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Tombstone fragment recovered from a destroyed Jewish cemetery by a Holocaust survivor

Object | Accession Number: 1993.3.1

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    Brief Narrative
    Tombstone fragment with engraved Hebrew text recovered long after the war by William (formerly Wolf) Ungar from the Jewish cemetery in Rimaliv, Tarnopol District, Ukraine, formerly eastern Poland. Wolf was mobilized into the Polish Army when Germany invaded in September 1939. He was wounded, captured, released, and then returned to Lwow (Lviv, Ukraine), now under Soviet control. In June 1941, Germany invaded the Soviet Union and occupied Lwow. Wolf was made to continue teaching at the technical school because the Germans needed Aryan youth trained to work in defense plants. In 1942, the Germans began to deport the Jewish residents. Wolf went into hiding, assisted by a Catholic student who gave Wolf his identity documents. In 1943, Wolf was denounced by the Jewish capo of a forced labor brigade and sent to Janowska concentration camp. He escaped and returned to his old apartment building where the superintendent let him hide in a basement crawl space. The city was liberated by the Soviet Army in spring 1944. William's entire extended family, including his wife and son, were killing during the war. When the war ended in May 1945, he left for Berlin and, in May 1946, went to the United States.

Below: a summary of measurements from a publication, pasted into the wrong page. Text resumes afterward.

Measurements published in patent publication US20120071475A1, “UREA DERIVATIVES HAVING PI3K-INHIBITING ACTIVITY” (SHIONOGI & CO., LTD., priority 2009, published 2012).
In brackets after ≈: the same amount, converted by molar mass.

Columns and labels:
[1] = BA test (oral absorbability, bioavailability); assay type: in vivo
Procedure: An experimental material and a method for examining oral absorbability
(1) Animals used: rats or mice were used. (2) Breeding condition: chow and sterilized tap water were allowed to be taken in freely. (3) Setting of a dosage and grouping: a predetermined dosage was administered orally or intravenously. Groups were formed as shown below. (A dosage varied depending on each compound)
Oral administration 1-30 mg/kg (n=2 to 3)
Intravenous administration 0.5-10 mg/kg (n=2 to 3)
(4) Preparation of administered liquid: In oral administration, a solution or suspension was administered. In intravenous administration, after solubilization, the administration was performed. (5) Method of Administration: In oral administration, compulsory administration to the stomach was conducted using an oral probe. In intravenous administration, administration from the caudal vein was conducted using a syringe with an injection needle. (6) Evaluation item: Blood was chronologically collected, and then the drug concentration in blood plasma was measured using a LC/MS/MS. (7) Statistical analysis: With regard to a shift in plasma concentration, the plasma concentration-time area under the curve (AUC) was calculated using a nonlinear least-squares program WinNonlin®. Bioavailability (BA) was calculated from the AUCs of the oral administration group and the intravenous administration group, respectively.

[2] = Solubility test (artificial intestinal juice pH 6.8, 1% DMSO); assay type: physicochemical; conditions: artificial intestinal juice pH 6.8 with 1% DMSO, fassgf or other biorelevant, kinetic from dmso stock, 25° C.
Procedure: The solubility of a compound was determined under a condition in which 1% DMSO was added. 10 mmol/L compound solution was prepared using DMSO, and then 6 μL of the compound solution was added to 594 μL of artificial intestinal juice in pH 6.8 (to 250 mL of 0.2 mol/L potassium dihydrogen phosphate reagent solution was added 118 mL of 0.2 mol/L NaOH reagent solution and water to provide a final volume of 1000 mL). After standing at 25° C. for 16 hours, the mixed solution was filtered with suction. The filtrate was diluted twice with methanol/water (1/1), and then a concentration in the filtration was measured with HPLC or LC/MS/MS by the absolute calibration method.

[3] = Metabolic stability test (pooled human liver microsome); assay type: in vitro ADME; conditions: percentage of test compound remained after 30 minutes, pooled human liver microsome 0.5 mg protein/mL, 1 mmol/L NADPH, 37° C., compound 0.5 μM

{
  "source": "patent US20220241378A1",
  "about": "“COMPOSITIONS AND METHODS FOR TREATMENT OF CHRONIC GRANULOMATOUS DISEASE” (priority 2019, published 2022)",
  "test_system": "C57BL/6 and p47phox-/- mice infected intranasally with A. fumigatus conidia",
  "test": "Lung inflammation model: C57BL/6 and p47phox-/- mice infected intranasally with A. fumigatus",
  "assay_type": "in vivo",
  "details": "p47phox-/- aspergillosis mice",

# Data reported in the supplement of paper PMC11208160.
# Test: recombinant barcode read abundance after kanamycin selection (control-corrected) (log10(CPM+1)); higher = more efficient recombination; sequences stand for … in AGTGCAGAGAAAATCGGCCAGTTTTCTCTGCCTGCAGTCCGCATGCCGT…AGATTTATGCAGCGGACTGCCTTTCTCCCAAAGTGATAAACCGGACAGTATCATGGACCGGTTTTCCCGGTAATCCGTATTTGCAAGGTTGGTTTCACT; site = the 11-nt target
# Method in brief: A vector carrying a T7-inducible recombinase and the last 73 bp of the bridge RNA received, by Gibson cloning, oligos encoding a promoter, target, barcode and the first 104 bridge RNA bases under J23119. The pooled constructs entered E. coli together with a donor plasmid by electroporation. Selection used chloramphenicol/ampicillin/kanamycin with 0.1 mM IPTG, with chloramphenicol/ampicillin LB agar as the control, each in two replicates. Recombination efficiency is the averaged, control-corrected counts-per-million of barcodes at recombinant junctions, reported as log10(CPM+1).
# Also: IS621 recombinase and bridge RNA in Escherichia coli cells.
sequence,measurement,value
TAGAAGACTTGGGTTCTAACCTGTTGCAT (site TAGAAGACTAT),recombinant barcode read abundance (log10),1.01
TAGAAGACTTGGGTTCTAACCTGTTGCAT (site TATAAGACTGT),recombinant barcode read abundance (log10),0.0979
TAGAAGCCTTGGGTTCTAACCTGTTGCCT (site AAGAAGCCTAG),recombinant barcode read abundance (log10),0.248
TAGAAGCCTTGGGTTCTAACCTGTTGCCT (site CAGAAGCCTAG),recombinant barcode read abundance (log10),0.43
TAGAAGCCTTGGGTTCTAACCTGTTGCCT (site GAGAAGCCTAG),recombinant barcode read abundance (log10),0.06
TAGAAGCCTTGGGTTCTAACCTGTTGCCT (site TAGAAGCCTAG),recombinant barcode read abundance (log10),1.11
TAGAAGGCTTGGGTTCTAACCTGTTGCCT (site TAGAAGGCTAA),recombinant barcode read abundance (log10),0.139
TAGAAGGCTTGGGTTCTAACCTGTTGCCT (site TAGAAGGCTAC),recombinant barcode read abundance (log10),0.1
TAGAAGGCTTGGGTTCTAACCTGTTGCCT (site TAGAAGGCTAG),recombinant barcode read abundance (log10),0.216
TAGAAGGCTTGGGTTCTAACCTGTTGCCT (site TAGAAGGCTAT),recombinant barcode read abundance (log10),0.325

recovered:  1992 May 27
    found: Rimaliv Jewish cemetery; Ternopil' (Ukraine)
    Credit Line
    United States Holocaust Memorial Museum Collection, Gift of William Ungar
    front, engraved: [Hebrew text] Shin / Yud (Here is buried)
    Subject: William Ungar
    Wolf (William) Ungar was born on January 21, 1913, in Krasna, Poland (Krasne, Odeska oblast, Ukraine) to Mechel and Fanie Altsziler Ungar. Wolf was active in the Zionist movement. He became a teacher in a technical high school in Lwow), also known as Lemberg (now Lviv, Ukraine). He was married and had a young son by the late 1930s. When Germany invaded Poland on September 1, 1939, Ungar served in a front line artillery unit of the Polish Army and was wounded on September 13. He was captured when the Germans took control of the hospital where he was being treated, but was soon was released because he was a wounded veteran. Wolf returned to Lwow and resumed his teaching career. Lvov was in the eastern region of Poland and was now Soviet territory, per the German-Soviet Pact.